On this observation journal spread, I consider Five Things to Steal from the National Theatre’s online broadcast of Jane Eyre, and decide I dislike watercolour pencils for all-over coverage.
This page is another in the 5 Things to Steal series. In April 2020 I watched (with friends, some online) the National Theatre At Home’s Jane Eyre. It was fascinating and impressive, with many resonances with things I was interested in at the time, and am currently revisiting.
One of the main things that strikes me now is:
- For all that comics creators like to talk about being able to use bigger budget effects than cinema, theatre feels a lot closer to comics than either books or movies do. Some possible reasons it gives me this impression (particular to me and full of generalisations):
- The very present and obvious framing of it (panels vs sets).
- The obviously external, sequential nature (page-bound in a way novels don’t always seem to be vs stage-bound in a way movies rarely are — although I love both when they play with those possibilities).
- A simplification and stylisation of iconography (for clarity/communication/style in comics; for the same reasons in theatre but also sty
- The clear visual riffing on a written-down script.
- A conscious, sometimes self-conscious, use of (and even weaponisation of) the apparent limitations of the medium.
Some other points (phrases in bold are mostly so I can find them again):
- Externalisation of thoughts in a way that was sometimes literal.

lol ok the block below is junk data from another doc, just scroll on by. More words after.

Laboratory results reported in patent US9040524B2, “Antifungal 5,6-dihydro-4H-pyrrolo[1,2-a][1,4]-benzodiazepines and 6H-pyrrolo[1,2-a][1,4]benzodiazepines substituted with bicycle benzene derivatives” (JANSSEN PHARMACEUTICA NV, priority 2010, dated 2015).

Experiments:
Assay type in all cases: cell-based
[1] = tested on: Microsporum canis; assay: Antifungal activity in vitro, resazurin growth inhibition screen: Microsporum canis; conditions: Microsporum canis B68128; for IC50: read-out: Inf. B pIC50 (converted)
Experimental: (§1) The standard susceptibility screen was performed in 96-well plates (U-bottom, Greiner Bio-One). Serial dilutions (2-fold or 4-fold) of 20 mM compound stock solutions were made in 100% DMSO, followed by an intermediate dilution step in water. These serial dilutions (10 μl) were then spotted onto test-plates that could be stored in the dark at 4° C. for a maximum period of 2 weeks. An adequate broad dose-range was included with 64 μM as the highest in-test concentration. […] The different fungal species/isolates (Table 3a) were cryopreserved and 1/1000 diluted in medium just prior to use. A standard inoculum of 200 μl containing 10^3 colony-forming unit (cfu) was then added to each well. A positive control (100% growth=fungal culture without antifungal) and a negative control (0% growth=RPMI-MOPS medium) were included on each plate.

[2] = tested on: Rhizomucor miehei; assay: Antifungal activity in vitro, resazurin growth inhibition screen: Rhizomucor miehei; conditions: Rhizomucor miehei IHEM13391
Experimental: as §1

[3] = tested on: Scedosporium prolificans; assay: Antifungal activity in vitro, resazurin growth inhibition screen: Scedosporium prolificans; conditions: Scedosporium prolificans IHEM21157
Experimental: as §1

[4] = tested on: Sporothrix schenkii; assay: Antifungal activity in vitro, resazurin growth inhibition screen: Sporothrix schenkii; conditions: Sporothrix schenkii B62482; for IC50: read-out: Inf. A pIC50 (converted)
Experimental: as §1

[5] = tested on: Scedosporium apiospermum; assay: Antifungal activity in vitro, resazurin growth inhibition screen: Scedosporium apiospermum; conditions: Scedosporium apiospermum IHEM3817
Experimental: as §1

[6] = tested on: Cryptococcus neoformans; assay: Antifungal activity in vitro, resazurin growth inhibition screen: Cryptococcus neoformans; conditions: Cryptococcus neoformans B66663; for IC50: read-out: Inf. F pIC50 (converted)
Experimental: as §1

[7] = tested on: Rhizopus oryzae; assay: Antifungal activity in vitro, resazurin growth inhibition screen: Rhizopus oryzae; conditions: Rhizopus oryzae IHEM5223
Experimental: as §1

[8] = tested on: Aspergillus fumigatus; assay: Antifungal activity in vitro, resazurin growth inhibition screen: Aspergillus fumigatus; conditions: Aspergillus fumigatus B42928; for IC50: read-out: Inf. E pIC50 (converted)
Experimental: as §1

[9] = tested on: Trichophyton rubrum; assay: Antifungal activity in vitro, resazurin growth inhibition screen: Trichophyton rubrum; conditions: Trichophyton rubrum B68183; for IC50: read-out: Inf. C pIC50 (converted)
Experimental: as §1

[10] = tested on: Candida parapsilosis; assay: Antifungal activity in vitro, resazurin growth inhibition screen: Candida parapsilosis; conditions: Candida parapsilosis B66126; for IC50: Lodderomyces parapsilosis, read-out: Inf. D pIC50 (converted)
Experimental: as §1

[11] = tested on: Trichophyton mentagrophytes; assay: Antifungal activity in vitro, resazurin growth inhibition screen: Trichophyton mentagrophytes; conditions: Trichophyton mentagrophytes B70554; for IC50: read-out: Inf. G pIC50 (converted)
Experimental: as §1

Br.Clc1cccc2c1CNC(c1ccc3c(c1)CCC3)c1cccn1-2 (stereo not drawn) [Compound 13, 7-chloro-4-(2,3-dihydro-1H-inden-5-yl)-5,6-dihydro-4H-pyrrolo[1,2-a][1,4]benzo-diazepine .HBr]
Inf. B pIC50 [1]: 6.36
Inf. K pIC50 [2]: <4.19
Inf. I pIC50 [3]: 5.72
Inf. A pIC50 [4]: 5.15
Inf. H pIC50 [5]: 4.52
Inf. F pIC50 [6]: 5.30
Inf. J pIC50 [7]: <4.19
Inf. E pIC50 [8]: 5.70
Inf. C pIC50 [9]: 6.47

- This can be fascinating or charming or shift point of view in strange ways — I was thinking of Calvin & Hobbes and comedy videos and (although I read it after this, I think) Paul Cornell’s Chalk. I’m getting interested in different ways of depicting points of view (in prose and images), so I’ll revisit this.
- But I also like what it can do to the reality of a story — in the play, Bertha was often on-stage as a sort of Greek chorus, and then you realise she is real. I don’t see enough theatre, but Bill Cain’s Equivocation rotated beautifully in and out of roles and reality/theatre.
- I also have formless but strong feelings about point of view in several novels including Maria Dahvana Headley’s The Mere Wife, Kim Scott’s Taboo, and several Michael Innes mysteries.
- The progression to adulthood by replacing parts of Jane’s costume on stage echoed recent thoughts on montages (Observation Journal — training/makeover montages).
- The bare-bones/climbing-platform style of staging, with is so intriguingly both minimal/versatile and incredibly stagey (see Observation Journal — chasing patterns with digression on the appeal of staginess). I go back and forth on whether I can fully appreciate it in theatre, but I like its possibilities for illustration and also as a puzzle to play with in prose. And also just how it echoes play.
- The casting of Laura Elphinstone as both Helen Burns and St John (among others), and how it echoed Amber McMahon’s Michael when I saw Tom Wright’s play of Picnic at Hanging Rock (Malthouse Theatre). This is either an amorphous thought about rhymes in visual character design, or it’s just that Twelfth Night casts long shadows.
- The casting of a human (Craig Edwards) as Pilot (the dog), and how sometimes the easiest way to write animals is to write them as a particularly aggravating (or aggravated) person.
I’m trying to remember to include a brief plan of how to ‘steal’/repurpose elements. This page doesn’t go as far in that direction as I’d like. But it did tease out a few more topics I wanted to think on, and (as usual) at least meant I could hold a useful conversation about the play!